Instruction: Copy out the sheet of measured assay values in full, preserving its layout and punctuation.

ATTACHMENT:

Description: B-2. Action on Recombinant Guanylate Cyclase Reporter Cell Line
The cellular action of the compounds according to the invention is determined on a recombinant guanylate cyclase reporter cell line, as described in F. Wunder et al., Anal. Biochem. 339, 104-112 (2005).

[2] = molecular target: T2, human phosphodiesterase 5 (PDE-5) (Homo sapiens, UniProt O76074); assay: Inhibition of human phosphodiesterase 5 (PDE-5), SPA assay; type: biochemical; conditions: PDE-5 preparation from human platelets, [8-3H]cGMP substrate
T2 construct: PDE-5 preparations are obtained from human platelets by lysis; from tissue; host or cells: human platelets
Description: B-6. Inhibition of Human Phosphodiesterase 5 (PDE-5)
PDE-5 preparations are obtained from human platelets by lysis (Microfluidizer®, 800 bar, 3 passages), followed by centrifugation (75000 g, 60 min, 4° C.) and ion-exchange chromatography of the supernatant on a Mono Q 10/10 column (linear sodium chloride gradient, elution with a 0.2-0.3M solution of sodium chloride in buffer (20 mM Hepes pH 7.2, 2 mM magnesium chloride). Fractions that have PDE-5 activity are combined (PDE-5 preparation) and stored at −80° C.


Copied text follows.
Description: B-2. Action on Recombinant Guanylate Cyclase Reporter Cell Line
The cellular action of the compounds according to the invention is determined on a recombinant guanylate cyclase reporter cell line, as described in F. Wunder et al., Anal. Biochem. 339, 104-112 (2005).

[2] = molecular target: T2, human phosphodiesterase 5 (PDE-5) (Homo sapiens, UniProt O76074); assay: Inhibition of human phosphodiesterase 5 (PDE-5), SPA assay; type: biochemical; conditions: PDE-5 preparation from human platelets, [8-3H]cGMP substrate
T2 construct: PDE-5 preparations are obtained from human platelets by lysis; from tissue; host or cells: human platelets
Description: B-6. Inhibition of Human Phosphodiesterase 5 (PDE-5)
PDE-5 preparations are obtained from human platelets by lysis (Microfluidizer®, 800 bar, 3 passages), followed by centrifugation (75000 g, 60 min, 4° C.) and ion-exchange chromatography of the supernatant on a Mono Q 10/10 column (linear sodium chloride gradient, elution with a 0.2-0.3M solution of sodium chloride in buffer (20 mM Hepes pH 7.2, 2 mM magnesium chloride). Fractions that have PDE-5 activity are combined (PDE-5 preparation) and stored at −80° C.